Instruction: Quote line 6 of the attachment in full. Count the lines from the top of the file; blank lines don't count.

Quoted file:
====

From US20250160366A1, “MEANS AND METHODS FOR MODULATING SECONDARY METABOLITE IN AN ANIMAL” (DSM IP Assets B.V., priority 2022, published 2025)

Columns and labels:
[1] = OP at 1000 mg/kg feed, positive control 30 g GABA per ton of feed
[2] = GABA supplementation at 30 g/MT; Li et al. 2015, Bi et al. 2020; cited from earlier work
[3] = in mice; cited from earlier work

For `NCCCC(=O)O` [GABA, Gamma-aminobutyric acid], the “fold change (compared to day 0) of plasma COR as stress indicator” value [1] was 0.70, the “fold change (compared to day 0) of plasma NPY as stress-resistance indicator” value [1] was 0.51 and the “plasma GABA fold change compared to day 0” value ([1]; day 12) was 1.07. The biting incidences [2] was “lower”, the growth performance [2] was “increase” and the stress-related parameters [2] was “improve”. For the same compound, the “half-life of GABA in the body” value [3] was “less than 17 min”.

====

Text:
For `NCCCC(=O)O` [GABA, Gamma-aminobutyric acid], the “fold change (compared to day 0) of plasma COR as stress indicator” value [1] was 0.70, the “fold change (compared to day 0) of plasma NPY as stress-resistance indicator” value [1] was 0.51 and the “plasma GABA fold change compared to day 0” value ([1]; day 12) was 1.07. The biting incidences [2] was “lower”, the growth performance [2] was “increase” and the stress-related parameters [2] was “improve”. For the same compound, the “half-life of GABA in the body” value [3] was “less than 17 min”.